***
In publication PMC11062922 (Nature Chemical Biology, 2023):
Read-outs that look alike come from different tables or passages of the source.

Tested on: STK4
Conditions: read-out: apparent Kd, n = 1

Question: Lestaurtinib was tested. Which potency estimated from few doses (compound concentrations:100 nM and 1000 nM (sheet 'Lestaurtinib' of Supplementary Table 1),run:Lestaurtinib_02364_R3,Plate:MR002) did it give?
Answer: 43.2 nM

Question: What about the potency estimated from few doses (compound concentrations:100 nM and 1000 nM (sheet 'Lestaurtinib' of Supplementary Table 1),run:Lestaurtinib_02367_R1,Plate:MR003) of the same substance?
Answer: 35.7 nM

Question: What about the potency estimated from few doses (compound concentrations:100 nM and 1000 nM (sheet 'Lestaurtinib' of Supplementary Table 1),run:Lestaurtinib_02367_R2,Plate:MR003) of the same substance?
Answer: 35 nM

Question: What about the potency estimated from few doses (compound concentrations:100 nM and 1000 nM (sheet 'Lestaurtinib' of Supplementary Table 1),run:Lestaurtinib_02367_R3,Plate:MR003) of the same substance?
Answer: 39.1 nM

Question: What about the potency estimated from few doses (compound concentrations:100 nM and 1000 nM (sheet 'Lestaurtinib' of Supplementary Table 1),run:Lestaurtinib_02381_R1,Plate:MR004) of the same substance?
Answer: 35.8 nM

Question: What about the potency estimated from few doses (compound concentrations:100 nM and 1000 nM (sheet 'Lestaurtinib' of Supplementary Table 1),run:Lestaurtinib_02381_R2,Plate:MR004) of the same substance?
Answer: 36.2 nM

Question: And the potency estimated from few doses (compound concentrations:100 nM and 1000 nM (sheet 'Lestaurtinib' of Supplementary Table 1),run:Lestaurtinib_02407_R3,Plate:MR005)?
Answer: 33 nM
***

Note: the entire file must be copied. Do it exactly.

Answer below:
In publication PMC11062922 (Nature Chemical Biology, 2023):
Read-outs that look alike come from different tables or passages of the source.

Tested on: STK4
Conditions: read-out: apparent Kd, n = 1

Question: Lestaurtinib was tested. Which potency estimated from few doses (compound concentrations:100 nM and 1000 nM (sheet 'Lestaurtinib' of Supplementary Table 1),run:Lestaurtinib_02364_R3,Plate:MR002) did it give?
Answer: 43.2 nM

Question: What about the potency estimated from few doses (compound concentrations:100 nM and 1000 nM (sheet 'Lestaurtinib' of Supplementary Table 1),run:Lestaurtinib_02367_R1,Plate:MR003) of the same substance?
Answer: 35.7 nM

Question: What about the potency estimated from few doses (compound concentrations:100 nM and 1000 nM (sheet 'Lestaurtinib' of Supplementary Table 1),run:Lestaurtinib_02367_R2,Plate:MR003) of the same substance?
Answer: 35 nM

Question: What about the potency estimated from few doses (compound concentrations:100 nM and 1000 nM (sheet 'Lestaurtinib' of Supplementary Table 1),run:Lestaurtinib_02367_R3,Plate:MR003) of the same substance?
Answer: 39.1 nM

Question: What about the potency estimated from few doses (compound concentrations:100 nM and 1000 nM (sheet 'Lestaurtinib' of Supplementary Table 1),run:Lestaurtinib_02381_R1,Plate:MR004) of the same substance?
Answer: 35.8 nM

Question: What about the potency estimated from few doses (compound concentrations:100 nM and 1000 nM (sheet 'Lestaurtinib' of Supplementary Table 1),run:Lestaurtinib_02381_R2,Plate:MR004) of the same substance?
Answer: 36.2 nM

Question: And the potency estimated from few doses (compound concentrations:100 nM and 1000 nM (sheet 'Lestaurtinib' of Supplementary Table 1),run:Lestaurtinib_02407_R3,Plate:MR005)?
Answer: 33 nM